When [Hasib Hussein] was last spotted by the friend he had shaved off his beard. Al-Qa'ida analysts have claimed that may be a sign of a radicalised Muslim's intention to become a terrorist. The friend said: "I asked him why he had shaved off the beard. He said it was a long story and that he did not like one mosque saying one thing and another mosque saying that was the wrong way. When he heard so many arguments he thought, 'Forget it. I will go my own way'."

The Blair administration's counterterror strategy, according to leaked documents that have popped up in the U.K. press, depends heavily on co-opting "moderate" imams and mosques. Judging from this evidence, such a strategy may already be part of the problem, since it ultimately serves to sap the credibility of any institution that doesn't advocate violent jihad.

- 11:31 pm, July 13 (link)

Hubbert for dummies

The Peak Oil theory of M. King Hubbert has suddenly become popular with a certain species of intellectual--the kind, mostly, who has a bone to pick with capitalism and who is searching eagerly for a post-Marxist killer flaw in it. If you've ever had one of these guys jawing at you, you'll want to read Steve Verdon's series on peak energy (1, 2, 3, 4). His verdict is that the Hubbert-peak theory is true in a sense, but mostly useless for setting policy or making predictions about the global oil supply. (Hilariously, world oil production already passed a distinctly noticable peak in the late '70s, leading the Hubbertians to declare imminent doom--and then backpedal when they realized it wasn't the real one. Overall their prognosticative record is about as solid as that of the Jehovah's Witnesses.)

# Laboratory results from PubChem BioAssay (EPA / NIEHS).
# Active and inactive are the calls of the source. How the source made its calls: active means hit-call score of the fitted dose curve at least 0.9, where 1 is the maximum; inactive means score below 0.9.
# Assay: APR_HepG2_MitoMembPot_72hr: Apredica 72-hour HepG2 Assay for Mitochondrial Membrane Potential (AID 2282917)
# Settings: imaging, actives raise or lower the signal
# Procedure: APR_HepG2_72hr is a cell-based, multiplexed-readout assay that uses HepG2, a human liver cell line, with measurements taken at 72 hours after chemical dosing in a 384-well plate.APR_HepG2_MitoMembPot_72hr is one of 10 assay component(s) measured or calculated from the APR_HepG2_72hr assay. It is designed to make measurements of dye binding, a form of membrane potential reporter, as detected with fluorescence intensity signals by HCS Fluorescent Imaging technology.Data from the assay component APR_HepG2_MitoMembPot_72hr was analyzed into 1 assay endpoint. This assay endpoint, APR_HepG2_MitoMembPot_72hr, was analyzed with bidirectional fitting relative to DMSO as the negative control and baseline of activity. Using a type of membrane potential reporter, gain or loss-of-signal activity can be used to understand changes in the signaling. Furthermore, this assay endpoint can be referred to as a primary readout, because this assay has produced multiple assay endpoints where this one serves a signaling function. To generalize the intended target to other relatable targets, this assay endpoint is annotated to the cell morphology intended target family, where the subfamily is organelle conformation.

What's surprising to me is that I've talked to several Albertans who swallow the calculations of Hubbert's present-day followers without noticing that they often depend heavily on the distinction between "conventional" (or "proven") oil sources and supposedly exotic ones like the Athabasca Tar Sands. When Hubbert himself wrote, the distinction was real and important, because bitumen extraction was still experimental and unprofitable. Today the difference is all but arbitrary, and oil companies are switching capital to the sands en masse, recognizing that "non-conventional" extraction in Northern Alberta may be more economical even than future "conventional" finds. There are any number of excuses for Americans not to know this: for them the education process has just begun. For someone in Alberta not to realize it is just mind-blowing.